Indian Journal of Dermatology
: 2009  |  Volume : 54  |  Issue : 5  |  Page : 43--45

Primary sebaceous gland carcinoma of pinna

Akhilesh Kr Agarwal, Souradip Gupta, Sandipan Gupta, Gautam Guha 
 Department of Plastic Surgery Calcutta Medical College, Kolkata, India

Correspondence Address:
Akhilesh Kr Agarwal
C/O Mr. Ratan Pd. Agarwal, Shree Market, Station Road, Gonda - 271 002, UP


Sebaceous gland carcinoma is a rare cancer most commonly seen in the meibomian glands of the eyelid. It has predilection for periocular region and is rarely found in extra ocular sites. A case of sebaceous gland carcinoma over back of left pinna is reported.

How to cite this article:
Agarwal AK, Gupta S, Gupta S, Guha G. Primary sebaceous gland carcinoma of pinna.Indian J Dermatol 2009;54:43-45

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Agarwal AK, Gupta S, Gupta S, Guha G. Primary sebaceous gland carcinoma of pinna. Indian J Dermatol [serial online] 2009 [cited 2020 Jun 2 ];54:43-45
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Sebaceous gland neoplasms can be adenomas, or carcinomas. Meibomian glands are a type of sebaceous glands. The Meibomian glands of the upper eyelid are most commonly affected. [1],[2],[3],[4] The periocular tumor may involve the curuncle, the gland of Zeis, and in the eyebrows. [5]

The tumor is rare in extraocular sites [6] where it is found in anterior thorax, axillary skin, or other part of face. [7],[8] A few tumors have been found to be reported in external auditary canal. [9] One sebaceous gland carcinoma secondary to a sebaceous nevus in pinna has been reported. [9],[10] No report of primary sebaceous gland carcinoma has been found to be reported in previous literature. This case report adds sebaceous gland carcinoma to the differential diagnosis of pinna lesions and provides essential information about this rare mass.

 Case History

A 32-year-old lady presented with an ulceroproliferative growth, over the back of the pinna, present since seven months. The lesion was of 4cm´3cm in size, fixed to underlying cartilage [Figure 1].

It was painless, and bled to minor trauma. No palpable neck node was present. Complete skin and ophthalamic examination was carried out.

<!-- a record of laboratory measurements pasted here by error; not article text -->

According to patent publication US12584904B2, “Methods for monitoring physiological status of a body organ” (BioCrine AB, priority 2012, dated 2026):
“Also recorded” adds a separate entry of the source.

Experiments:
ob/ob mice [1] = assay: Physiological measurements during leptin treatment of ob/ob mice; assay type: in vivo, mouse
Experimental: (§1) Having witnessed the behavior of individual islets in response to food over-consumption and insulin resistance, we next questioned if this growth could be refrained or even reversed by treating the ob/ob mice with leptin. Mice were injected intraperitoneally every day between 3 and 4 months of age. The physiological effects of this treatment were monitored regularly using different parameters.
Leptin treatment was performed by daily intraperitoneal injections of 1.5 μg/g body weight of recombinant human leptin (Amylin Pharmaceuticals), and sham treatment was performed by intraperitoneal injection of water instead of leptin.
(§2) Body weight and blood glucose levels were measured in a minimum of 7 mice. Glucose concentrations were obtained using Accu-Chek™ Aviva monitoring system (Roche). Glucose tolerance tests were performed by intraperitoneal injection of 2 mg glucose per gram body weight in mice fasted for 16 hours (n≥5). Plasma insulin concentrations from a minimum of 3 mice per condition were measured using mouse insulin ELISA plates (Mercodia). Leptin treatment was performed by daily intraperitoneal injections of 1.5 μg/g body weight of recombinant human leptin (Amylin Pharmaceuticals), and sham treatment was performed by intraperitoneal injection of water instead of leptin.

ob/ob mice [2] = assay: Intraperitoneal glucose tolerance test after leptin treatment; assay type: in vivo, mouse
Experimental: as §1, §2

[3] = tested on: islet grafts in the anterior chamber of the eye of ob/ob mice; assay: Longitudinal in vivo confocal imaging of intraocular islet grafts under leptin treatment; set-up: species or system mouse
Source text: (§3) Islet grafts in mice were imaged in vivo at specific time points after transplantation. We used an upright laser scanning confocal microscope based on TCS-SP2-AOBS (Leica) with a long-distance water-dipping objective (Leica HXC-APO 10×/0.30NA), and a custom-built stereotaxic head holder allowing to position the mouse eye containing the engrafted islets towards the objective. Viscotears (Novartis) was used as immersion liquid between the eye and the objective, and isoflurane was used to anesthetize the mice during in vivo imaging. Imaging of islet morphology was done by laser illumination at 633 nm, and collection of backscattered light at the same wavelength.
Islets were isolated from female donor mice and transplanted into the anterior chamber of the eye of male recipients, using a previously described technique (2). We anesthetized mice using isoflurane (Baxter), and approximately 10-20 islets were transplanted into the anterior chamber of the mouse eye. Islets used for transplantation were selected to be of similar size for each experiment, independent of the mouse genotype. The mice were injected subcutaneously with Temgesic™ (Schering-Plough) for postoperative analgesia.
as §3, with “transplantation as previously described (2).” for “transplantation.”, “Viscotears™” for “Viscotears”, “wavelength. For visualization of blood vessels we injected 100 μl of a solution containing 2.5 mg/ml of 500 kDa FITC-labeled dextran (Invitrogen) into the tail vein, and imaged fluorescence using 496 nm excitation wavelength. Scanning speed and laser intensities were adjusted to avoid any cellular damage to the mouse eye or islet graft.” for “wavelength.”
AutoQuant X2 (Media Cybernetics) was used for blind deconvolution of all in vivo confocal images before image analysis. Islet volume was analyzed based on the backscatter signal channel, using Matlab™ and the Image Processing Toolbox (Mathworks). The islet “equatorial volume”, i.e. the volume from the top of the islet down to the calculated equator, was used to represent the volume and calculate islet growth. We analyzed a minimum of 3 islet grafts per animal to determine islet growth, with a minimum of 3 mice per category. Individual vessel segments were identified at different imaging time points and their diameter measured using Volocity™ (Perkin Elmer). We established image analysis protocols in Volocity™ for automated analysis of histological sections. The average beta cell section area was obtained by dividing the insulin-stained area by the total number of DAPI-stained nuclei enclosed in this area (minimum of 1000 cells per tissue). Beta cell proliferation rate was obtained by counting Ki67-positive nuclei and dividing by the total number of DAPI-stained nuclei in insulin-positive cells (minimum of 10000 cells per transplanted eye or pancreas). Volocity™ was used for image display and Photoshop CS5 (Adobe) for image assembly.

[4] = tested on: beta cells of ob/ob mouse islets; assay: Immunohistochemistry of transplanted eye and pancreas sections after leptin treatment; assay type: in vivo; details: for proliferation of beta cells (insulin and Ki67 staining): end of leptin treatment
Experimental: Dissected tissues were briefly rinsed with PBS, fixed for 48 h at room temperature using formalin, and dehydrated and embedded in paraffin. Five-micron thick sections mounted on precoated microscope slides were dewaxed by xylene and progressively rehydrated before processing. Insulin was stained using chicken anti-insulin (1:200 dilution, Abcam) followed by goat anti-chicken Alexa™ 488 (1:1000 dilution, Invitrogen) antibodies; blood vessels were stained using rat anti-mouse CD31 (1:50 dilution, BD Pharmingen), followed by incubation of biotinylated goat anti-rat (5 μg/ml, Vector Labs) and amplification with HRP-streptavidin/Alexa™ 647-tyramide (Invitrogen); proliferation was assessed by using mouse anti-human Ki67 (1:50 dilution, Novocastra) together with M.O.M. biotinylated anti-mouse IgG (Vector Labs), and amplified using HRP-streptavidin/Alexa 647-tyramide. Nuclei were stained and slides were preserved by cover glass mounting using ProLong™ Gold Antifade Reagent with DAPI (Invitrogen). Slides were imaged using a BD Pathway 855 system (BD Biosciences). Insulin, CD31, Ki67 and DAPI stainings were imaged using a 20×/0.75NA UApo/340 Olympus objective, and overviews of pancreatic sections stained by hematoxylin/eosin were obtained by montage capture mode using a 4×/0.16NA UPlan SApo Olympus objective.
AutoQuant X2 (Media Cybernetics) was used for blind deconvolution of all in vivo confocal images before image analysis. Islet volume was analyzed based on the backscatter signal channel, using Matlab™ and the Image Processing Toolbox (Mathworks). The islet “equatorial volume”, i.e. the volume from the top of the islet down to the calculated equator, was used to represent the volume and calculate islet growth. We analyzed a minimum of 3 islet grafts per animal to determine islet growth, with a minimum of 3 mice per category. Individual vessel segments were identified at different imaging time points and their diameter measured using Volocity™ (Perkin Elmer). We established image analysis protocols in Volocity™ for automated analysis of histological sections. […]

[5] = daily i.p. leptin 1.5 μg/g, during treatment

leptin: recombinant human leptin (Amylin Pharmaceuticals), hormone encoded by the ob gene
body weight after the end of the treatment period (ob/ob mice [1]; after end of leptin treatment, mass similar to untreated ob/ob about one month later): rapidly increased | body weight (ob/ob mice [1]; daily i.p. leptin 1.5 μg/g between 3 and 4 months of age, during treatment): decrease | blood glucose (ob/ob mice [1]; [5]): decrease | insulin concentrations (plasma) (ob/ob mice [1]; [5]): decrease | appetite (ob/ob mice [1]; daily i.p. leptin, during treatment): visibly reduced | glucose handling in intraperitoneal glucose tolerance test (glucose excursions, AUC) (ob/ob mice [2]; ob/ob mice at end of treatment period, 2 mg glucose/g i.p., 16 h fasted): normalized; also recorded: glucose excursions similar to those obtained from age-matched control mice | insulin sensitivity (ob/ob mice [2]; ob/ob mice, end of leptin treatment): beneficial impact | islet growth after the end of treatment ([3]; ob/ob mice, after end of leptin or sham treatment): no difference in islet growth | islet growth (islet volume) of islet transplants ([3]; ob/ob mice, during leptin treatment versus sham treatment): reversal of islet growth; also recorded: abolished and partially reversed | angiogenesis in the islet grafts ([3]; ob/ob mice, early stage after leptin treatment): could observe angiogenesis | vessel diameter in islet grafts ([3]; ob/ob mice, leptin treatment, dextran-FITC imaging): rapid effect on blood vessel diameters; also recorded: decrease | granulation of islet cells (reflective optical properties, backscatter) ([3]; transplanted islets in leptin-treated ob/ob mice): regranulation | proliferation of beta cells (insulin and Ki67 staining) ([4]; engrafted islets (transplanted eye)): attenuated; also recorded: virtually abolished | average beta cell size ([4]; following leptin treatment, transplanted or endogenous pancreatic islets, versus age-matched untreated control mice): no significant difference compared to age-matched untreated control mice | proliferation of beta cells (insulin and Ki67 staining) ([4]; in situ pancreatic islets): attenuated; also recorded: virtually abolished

The patient underwent an incisional biopsy from the margin of the lesion and diagnosis of sebaceous gland carcinoma was made.

Excision of growth was planned and patient was put for operation. The growth was excised with a margin of 1cm, including a part of conchal cartilage, a part of retro-auricular skin [Figure 2],[Figure 3]. The pinna was set back by suturing the incision margin of pinna with retroauricular incision margin [Figure 4].

Histopathology was consistent with the diagnosis of sebaceous gland carcinoma [Figure 5].

The patient is on regular monthly follow-up and no recurrence was noted over a year, till date [Figure 6].


Sebaceous carcinoma is a rare aggressive tumor derived from the adnexal epithelium of sebaceous glands. The tumor is rarer in extraocular sites where fewer than 120 cases that have been reported so far.

An aggressive tumor in nature, the ocular tumor has a worse prognosis than its extra ocular counterpart and carries a commendable risk or metastasis and mortality.

The tumor is a lethal eyelid malignancy. It masquerades as benign conditions [11],[12] and hence the diagnosis is delayed. Tumors larger than 1cm are reported to have a greater mortality than smaller lesions. Tumors present for greater than six months have a mortality of 38%.

Patient evaluation includes a complete skin and ophthalmologic examination and palpation of nodes.

Incisional biopsy is required for diagnosis.

No specific imaging is required if the lesion is confined to pinna.

This malignancy is found to be associated with Muir-Torre syndrome. Family history for sebaceous neoplasms, keratoacanthomas, colorectal or genital malignancy should be sought.

Treatment is primarily surgical. [1] A resection margin of 0.5-0.6cm for primary tumors is advocated. Even then the tumor inocular sites recurres frequently and has high mortality. In our case large margin 1cm was excised as there is no definite treatment protocol.

The Mohs chemosurgery method commonly is used in facial and periocular nonmelanocytic malignancies. This method allows the focal and complete removal of a tumor with histologically verified margins. But in diffuse tumors with high recurrence rates as sebaceous gland carcinoma, recurrence rates may be as high with the Mohs chemosurgery method as with the traditional methods. Thus in histologically verified sebaceous gland carcinoma, wide complete (i.e., full thickness) resection is necessary.

Radiotherapy and chemotherapy have got very limited roles in management of this carcinoma.


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